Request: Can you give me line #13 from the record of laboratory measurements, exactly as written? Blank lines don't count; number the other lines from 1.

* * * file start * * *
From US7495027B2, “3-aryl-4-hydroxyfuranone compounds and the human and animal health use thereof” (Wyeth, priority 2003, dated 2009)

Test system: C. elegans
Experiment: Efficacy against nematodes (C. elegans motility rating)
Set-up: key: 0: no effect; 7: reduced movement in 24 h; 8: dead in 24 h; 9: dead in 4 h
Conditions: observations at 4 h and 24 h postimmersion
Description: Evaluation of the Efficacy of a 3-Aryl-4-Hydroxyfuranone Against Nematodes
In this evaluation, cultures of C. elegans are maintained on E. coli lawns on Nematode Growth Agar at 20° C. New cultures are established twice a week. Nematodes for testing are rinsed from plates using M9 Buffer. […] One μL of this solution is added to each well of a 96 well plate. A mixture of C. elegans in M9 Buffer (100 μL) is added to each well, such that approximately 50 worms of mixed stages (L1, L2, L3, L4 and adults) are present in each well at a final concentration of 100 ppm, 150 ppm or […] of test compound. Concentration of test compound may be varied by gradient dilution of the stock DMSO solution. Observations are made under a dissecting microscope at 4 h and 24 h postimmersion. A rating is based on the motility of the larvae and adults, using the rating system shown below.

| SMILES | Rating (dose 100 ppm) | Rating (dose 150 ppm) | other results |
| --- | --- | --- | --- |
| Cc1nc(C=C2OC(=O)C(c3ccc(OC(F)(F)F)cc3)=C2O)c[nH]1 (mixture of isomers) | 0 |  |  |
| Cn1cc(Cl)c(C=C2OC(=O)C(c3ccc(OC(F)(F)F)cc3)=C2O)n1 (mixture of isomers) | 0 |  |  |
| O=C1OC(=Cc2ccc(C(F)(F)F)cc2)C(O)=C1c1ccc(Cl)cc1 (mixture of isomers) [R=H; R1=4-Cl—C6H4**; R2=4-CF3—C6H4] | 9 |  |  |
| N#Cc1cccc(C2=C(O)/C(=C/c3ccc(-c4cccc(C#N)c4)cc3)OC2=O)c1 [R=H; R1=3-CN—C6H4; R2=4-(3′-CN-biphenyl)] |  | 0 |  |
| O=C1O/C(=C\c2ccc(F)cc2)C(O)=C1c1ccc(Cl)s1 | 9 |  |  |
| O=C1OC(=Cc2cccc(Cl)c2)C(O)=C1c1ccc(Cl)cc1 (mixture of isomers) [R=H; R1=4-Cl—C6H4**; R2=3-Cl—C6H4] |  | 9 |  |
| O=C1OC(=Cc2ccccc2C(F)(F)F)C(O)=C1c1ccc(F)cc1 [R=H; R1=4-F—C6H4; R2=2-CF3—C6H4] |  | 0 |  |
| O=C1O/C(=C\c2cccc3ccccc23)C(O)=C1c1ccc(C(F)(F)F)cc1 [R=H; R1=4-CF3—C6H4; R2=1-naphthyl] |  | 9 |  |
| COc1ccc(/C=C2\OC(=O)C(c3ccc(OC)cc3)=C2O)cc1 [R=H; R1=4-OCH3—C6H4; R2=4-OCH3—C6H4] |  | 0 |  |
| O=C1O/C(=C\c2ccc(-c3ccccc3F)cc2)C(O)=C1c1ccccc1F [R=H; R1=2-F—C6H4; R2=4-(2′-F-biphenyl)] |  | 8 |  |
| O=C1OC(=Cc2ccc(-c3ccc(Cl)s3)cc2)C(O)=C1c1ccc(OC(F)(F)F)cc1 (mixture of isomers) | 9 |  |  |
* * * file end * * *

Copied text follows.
| N#Cc1cccc(C2=C(O)/C(=C/c3ccc(-c4cccc(C#N)c4)cc3)OC2=O)c1 [R=H; R1=3-CN—C6H4; R2=4-(3′-CN-biphenyl)] |  | 0 |  |